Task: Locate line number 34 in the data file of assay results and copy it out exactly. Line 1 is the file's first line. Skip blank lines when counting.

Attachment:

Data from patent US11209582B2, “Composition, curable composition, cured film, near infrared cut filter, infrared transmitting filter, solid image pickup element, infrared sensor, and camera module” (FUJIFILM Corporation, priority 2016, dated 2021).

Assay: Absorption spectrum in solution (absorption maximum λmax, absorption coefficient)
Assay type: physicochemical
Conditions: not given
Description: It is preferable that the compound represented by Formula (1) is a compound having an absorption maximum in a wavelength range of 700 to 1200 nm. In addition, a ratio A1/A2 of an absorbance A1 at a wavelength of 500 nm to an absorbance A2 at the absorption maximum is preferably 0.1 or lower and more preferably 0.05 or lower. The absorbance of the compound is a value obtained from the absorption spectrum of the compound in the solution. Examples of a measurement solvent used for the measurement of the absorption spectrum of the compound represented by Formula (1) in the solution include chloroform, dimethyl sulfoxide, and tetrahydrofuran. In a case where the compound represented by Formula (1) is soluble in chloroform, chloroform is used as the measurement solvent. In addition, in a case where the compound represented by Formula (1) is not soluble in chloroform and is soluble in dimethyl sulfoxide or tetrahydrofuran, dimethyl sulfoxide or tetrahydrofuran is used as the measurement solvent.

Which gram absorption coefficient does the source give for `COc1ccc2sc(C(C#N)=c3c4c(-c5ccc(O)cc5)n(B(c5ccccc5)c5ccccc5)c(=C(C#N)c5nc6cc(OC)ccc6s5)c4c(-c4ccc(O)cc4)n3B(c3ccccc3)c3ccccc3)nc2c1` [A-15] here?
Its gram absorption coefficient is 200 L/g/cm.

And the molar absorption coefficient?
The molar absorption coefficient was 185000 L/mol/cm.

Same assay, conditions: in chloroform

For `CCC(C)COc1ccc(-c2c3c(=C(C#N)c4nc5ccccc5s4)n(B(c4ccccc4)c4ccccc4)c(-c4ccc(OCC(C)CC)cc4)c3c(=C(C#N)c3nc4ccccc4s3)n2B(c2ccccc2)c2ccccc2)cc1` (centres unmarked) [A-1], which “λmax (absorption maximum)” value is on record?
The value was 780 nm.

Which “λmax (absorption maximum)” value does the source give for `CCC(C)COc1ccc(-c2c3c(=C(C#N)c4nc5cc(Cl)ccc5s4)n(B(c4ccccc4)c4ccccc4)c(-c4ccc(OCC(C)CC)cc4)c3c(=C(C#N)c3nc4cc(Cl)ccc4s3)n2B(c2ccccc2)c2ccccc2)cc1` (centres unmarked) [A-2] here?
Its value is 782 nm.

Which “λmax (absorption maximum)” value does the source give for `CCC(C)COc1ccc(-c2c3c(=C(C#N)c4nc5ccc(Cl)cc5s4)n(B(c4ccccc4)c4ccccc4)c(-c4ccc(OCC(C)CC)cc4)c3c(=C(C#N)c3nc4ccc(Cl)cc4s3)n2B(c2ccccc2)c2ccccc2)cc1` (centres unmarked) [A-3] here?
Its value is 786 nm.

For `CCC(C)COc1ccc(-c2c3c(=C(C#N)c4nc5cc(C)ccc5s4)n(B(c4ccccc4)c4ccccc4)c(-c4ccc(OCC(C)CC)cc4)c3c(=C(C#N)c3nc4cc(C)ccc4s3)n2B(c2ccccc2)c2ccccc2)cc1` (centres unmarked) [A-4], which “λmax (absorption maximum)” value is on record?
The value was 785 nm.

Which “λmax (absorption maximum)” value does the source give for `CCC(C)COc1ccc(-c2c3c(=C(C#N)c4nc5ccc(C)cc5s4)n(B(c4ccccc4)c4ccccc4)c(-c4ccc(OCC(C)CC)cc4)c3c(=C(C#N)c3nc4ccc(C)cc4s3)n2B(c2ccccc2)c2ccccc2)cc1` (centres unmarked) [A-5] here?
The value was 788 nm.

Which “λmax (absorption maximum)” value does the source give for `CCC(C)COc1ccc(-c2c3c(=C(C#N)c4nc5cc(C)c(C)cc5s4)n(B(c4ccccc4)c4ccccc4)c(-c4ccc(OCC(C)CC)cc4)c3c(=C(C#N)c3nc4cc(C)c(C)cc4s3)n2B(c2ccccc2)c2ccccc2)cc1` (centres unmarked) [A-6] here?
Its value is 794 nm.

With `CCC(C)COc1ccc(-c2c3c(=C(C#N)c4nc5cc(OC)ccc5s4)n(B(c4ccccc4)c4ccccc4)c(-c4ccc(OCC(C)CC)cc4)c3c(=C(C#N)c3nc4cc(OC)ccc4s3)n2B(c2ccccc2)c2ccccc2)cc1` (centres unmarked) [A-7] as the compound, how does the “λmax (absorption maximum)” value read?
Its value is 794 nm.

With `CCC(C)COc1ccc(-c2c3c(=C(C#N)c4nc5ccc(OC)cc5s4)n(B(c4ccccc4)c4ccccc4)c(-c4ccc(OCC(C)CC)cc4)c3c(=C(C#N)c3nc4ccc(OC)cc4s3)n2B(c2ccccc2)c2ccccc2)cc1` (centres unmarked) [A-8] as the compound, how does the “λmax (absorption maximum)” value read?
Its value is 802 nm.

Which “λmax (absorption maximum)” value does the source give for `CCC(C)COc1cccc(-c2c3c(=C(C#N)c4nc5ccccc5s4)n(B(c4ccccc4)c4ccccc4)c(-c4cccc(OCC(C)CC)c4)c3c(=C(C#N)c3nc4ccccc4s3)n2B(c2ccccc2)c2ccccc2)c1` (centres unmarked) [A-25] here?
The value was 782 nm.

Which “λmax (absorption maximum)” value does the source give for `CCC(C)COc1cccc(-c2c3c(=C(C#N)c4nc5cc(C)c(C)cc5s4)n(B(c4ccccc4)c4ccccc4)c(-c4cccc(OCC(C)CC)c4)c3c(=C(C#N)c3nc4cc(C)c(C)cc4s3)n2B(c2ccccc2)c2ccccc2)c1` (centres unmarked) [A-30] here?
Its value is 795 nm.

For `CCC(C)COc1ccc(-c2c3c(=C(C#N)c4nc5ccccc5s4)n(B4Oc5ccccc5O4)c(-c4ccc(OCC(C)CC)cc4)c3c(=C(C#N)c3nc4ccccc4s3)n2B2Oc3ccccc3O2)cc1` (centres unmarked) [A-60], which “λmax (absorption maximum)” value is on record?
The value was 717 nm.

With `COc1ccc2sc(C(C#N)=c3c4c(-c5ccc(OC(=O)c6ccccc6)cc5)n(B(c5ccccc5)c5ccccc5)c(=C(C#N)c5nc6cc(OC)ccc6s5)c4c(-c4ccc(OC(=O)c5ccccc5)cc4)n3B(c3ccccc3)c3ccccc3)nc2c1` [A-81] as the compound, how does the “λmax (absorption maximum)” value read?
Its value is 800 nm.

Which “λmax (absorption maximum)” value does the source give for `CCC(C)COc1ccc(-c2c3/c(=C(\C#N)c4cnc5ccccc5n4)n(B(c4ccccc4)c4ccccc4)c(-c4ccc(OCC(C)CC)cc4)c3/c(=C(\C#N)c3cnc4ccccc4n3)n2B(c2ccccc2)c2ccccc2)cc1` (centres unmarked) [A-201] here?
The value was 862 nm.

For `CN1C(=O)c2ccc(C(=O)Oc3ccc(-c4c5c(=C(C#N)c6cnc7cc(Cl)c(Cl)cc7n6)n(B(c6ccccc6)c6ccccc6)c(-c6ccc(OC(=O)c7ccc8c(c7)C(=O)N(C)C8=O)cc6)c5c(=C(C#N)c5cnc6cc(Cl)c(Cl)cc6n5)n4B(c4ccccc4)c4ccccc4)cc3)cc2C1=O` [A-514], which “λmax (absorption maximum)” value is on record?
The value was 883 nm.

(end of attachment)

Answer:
Its value is 800 nm.